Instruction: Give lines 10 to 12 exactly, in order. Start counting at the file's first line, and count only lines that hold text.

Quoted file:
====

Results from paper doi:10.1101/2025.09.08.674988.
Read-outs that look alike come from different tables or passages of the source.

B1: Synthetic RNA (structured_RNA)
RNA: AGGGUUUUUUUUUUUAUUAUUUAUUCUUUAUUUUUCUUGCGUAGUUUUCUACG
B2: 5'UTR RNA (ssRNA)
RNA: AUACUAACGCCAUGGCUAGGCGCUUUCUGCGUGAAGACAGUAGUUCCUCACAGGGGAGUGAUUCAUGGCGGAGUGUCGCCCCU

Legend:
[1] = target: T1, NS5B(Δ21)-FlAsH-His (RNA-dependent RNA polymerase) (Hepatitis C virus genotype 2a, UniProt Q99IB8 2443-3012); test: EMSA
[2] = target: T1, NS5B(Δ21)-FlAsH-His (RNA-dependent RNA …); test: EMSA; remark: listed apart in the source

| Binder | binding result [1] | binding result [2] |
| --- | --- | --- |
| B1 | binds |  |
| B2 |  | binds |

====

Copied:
| Binder | binding result [1] | binding result [2] |
| --- | --- | --- |
| B1 | binds |  |